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AEA president’s Bekasi report

Friendship in Bekasi
Second three-country congress, Bekasi, Indonesia

28 March – 2 April 2018

One of the numerous group photos in the Zamenhof room

I’m sitting in a blue Damri bus between Bekasi and the airport in Jakarta. The half-full bus only moves slowly, often even stands still. I wonder how many days (years) these traffic-stops steal from the population? Outside I see the huge, vast city of Jakarta. One hour ago we said good-bye to our new/old friends. So what was the second three-country congress like? Not as many people participated as two years ago in Bandung. Probably because the preparation didn’t go as smoothly this time (in Bekasi 63 from 8 countries).

Of course, not everything was perfect. For example, unfortunately we often didn’t eat together, simply because the food in the hotel was too expensive for the Indonesians and the East Timorese. The general inequality in the world is also reflected in this congress.

However, I would say that the congress was successful. The comments of the participants were mainly positive.

Vehicle-free morning. Incredible. The main street without cars. A good opportunity to promote Esperanto

  • Heidi Goes presented her almost-ready book on the history of Esperanto in Indonesia. A very impressive thing. She really explored many details about various Indonesian Esperantists, places and events. This book will be a great model for the history of Esperanto in other countries. Also for us.
  • We went on an excursion: We saw interesting things in the National Gallery, the National Museum and “Taman Mini Indonesia Indah”, a place that shows many diverse traditional buildings from various parts of Indonesia.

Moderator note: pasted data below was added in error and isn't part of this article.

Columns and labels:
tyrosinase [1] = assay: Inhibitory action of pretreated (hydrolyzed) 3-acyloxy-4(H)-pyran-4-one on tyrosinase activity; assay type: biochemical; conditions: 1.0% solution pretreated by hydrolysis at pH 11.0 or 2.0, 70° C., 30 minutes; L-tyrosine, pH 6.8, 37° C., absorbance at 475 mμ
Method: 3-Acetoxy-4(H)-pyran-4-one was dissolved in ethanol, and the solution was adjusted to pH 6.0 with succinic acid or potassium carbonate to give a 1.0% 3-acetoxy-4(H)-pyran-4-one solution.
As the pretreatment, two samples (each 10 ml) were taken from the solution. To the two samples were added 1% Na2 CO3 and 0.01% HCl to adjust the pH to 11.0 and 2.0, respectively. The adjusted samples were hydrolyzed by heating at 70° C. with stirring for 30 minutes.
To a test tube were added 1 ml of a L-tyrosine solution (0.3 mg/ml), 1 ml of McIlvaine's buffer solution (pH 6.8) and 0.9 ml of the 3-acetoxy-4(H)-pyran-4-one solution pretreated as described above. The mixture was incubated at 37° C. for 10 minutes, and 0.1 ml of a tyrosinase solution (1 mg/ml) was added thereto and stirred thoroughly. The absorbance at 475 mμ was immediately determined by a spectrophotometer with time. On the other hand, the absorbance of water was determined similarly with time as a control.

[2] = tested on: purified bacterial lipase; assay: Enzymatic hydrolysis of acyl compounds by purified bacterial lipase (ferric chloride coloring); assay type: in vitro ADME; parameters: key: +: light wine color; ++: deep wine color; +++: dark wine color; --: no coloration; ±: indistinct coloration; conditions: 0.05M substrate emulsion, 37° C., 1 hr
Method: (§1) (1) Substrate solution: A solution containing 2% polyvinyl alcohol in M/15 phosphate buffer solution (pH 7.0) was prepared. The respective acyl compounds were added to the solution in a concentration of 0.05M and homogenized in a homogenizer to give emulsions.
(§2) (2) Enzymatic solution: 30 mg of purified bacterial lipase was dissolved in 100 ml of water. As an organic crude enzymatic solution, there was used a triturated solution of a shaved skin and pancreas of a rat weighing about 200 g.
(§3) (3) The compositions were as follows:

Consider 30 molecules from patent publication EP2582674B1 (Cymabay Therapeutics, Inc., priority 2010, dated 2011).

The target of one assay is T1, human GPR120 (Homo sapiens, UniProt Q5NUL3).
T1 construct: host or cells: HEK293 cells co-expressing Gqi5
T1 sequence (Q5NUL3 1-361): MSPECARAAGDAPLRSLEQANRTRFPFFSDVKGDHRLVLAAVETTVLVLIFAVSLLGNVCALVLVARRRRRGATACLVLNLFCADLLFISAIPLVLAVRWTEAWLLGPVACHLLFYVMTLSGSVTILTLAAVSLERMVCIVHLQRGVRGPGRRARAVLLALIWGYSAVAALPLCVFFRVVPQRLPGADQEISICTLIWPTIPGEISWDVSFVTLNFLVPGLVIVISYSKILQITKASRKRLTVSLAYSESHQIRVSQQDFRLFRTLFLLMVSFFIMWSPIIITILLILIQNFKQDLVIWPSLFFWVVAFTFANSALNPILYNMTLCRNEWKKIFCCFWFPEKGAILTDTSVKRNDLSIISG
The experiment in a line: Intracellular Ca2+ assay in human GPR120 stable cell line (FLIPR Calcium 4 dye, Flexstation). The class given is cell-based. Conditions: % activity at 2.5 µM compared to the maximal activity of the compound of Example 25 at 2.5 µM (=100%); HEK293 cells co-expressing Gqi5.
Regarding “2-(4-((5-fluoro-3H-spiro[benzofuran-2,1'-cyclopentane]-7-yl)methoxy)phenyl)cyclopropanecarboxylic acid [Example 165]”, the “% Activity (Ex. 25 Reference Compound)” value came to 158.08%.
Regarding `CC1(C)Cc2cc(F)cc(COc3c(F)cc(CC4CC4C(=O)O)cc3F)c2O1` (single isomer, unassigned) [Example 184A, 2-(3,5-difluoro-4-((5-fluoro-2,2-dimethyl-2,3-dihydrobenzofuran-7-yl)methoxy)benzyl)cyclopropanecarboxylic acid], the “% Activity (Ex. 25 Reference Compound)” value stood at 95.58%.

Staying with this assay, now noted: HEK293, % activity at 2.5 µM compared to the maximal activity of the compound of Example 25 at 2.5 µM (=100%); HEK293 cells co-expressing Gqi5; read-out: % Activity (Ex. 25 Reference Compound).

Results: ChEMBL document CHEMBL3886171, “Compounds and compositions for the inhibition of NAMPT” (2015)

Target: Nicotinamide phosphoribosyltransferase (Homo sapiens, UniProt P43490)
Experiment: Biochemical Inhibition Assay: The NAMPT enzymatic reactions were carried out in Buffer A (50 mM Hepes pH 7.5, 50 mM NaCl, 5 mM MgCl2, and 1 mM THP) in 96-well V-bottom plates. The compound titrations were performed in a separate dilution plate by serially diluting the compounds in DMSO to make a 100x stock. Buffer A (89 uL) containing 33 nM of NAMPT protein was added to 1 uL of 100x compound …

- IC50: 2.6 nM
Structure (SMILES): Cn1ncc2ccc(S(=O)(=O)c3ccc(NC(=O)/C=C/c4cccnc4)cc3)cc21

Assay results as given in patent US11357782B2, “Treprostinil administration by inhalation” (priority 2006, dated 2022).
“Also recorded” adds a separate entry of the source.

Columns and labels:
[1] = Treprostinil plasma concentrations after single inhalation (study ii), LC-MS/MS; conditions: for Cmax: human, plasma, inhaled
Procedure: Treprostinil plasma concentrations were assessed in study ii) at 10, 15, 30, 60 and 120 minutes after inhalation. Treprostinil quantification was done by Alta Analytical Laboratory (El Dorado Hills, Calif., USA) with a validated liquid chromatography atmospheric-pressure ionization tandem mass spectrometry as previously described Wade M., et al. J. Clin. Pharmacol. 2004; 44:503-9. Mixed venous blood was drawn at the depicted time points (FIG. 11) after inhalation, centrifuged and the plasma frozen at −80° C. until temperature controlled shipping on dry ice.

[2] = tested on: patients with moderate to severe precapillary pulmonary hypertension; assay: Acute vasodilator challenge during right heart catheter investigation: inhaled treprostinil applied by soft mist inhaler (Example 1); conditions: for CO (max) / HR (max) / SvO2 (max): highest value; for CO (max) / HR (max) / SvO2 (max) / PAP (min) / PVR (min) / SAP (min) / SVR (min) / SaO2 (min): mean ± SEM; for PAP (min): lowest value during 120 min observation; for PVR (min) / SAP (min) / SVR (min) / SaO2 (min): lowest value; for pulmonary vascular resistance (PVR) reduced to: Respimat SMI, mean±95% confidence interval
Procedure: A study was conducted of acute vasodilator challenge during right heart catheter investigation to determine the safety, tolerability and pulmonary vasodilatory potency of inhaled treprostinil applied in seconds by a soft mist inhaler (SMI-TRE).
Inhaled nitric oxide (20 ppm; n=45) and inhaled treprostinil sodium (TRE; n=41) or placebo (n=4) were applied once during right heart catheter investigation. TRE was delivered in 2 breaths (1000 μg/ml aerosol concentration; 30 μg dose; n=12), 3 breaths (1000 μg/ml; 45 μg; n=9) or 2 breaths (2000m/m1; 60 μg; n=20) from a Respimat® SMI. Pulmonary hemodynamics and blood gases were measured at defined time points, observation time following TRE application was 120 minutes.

• We were lucky. Heidi also managed to get money from UEA to allow ten(!) young East Timorese to attend. They definitely made the event more lively and enriching. I hope we can continue our contact with them. Think about visiting them in East Timor.
  • The Skype presentations worked well: Humphrey Tonkin and Mark Fettes presented the current situation of UEA and Esperanto in the world. Both were fairly positive about the future of our language. Jonathan also presented via Skype “Writing for the electronic environment”. It’s very good to have someone so attentive among us.
  • Albert, a young man from the Philippines, represented his country very well and I enjoyed hearing about the young Esperantists in the Philippines for the first time.
  • We listened to presentations about unusual trees, flags, the use of Esperanto in the University of Valencia in Spain, the Cassini project and others.
  • A group of us participated in the weekly vehicle-less morning. Between 6am and 10am cars are banned from the main street of Bekasi and during these four hours the street abounds with pedestrians, cyclists, joggers. We promoted Esperanto and I enjoyed the fact that we were finally outside in the real world, not just in rooms on the second floor of the Horison Hotel.
  • As in Bandung, energy, interest and enthusiasm among the young people was a great encouragement for the slightly older foreigners.
  • During the closing ceremony many stressed that the most valuable aspect of the congress was friendship. I hope many of the new friends will remain friends.

The beginners’ class with teacher Elstara


Will there be a third three-country congress? Who knows? We have begun to explore the possibility of establishing a joint event in Bali in two or three years’ time. What do you think?

Sandor Horvath
President, AEA

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